21 (Mon) July 2014
at Arantzale Taberna
-Getxo, Biskaia, Euskadi, Spain-
with W and DJ
Mission to Spain + Holiday (Day 2 of 9)
In Getxo. From today to Friday, I’ll be attending a 5-day workshop food law. With W and DJ tagging along, we’ll stay an extra couple days for fun in Barcelona.
Over the course of 11 days, through a combination of personal and professional travels – relating primarily to the aforementioned mission in Spain – I will be in 9 localities across 5 countries, eating and documenting at least 1 meal in each of them.
Today is Day 3 / Locality 3 / Country 3.
Getxo is a municipality in Spain. Located on the north coast in the province Biskaia (Biscay) in the autonomous community Euskadi (Basque Country). Aside from the throngs of vacationers who come in for day trips, the permanent population is comprised mostly of affluent retirees and beach bums.
(For additional posts, see 11/9/5.)
Arantzale Taberna is a Spanish pub. Current ranking on TripAdvisor: 13 of 83 restaurants in Getxo.
Among the many places that we visited over the course of the afternoon, our favorite was Arantzale Taberna. Best food, best ambiance, best service (server, see above).
Pintxo is a broad subcategory of Spanish tapas. Includes anything that is served or can be eaten with a long toothpick – the term literally means “spike” – such as various pickles, small bits of seafood, especially pickled fish, or sliced bread topped with meats and skewered to keep everything together. Typically found in pubs, prepared in advance, laid out for self-service. Prices start at 1 euro apiece, rarely more than 3 euros. Differs from the more globally famous tapas calientes, which are made to order, served warm, and consumed with a fork (see for example 5.017 Gambas al Ajillo). Like all tapas, pintxos are often eaten as a snack/appetizer/accompaniment to beer or wine but can constitute a meal. Traditionally associated with Basque cuisine, the form is now entirely mainstream, available alongside other tapas in pub/restaurants across the country,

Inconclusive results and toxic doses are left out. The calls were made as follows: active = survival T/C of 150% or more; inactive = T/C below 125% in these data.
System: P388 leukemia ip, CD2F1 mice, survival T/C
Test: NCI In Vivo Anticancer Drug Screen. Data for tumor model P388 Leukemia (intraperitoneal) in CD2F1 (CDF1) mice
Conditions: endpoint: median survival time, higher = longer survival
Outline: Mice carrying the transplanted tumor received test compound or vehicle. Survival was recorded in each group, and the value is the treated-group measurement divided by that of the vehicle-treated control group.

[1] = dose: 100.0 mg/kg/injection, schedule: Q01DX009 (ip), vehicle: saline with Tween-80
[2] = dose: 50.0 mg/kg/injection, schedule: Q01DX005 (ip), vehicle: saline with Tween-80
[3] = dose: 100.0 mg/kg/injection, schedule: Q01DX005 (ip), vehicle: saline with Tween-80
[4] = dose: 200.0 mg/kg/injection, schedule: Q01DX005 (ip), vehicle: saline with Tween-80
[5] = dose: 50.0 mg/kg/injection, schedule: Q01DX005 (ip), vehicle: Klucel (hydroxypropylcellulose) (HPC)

The food was awesome. My favorite was a pintxo consisting of olive + cucumber pickle + anchovy + roast paprika + pickled chili + olive. All components that I’ve tried individually, but never in tandem. Perfect combination of briny + tangy + salty + sweet & sooty + zesty. And even each on its own, the olive, the cucumber pickle, the anchovy, the roast paprika, the pickled chili was the best that I’ve ever experienced. I could’ve eaten 10 of them.
In the traditional Basque language Euskada, the TX letter combination is very common. It’s pronounced “ch.” So, for example, Getxo = “GEH choh,” pintxo = “PIN choh,” txikiteo = “chi KI teo,” kalimotxo = “kalo MOH choh,” txokos = “CHOH kos.”
After the first day of the workshop, the participants were taken on a walking tour of the town, including several stops for drinks and pintxos. At one point, the group was moving too slow, so we quietly slipped away on our own.
Indeed, the wining and dining tradition in Basque Country calls for having just one pintxo and one drink per establishment then moving on to the next. In Euskada, this practice is referred to as “txikiteo.” One reason is that some places offer better this, better that. Another is for the mobility in between rounds to keep the juices flowing. Also, dating back to the old days, it allows for all the establishments in the community to make some money every evening. And yes, it can happen every evening. A culturally mandated week-long pub crawl. When in Spain.
(Koreans have adopted the axiom “When in Rome,” translated into Korean. But the funny thing is, it has to be said all the way through: “When in Rome, do as Romans do.” If I were to say to someone, “When in Rome….” and left it there, the other person would frown and reply, “What, what happens in Rome?” Seriously.)
One of his many stories, mostly about food, tour guide us told us about txokos. Gastronomical societies, traditionally comprised of men, in which the group members pay dues, rent or buy or build kitchen facilities, and gather to cook and eat together. A very common pastime among men in Basque Country.
I’m beginning to believe, upon tasting the food today, and getting a sense of the food culture, that Basque Country may be home to one of the finest culinary traditions in the world.
(See also FOODS.)
(See also PLACES.)